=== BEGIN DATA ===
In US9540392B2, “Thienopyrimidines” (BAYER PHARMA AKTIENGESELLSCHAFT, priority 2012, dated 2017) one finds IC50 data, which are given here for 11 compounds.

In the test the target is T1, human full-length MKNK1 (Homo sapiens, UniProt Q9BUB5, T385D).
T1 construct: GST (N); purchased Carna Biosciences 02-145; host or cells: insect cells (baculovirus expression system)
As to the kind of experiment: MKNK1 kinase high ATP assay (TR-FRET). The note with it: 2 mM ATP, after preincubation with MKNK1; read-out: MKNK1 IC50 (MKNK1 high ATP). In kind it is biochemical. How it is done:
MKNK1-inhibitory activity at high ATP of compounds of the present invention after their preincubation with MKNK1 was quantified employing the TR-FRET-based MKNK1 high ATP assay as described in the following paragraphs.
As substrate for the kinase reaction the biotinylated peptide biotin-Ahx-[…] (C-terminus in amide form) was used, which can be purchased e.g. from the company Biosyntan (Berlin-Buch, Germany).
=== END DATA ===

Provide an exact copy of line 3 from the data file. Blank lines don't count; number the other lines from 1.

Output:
T1 construct: GST (N); purchased Carna Biosciences 02-145; host or cells: insect cells (baculovirus expression system)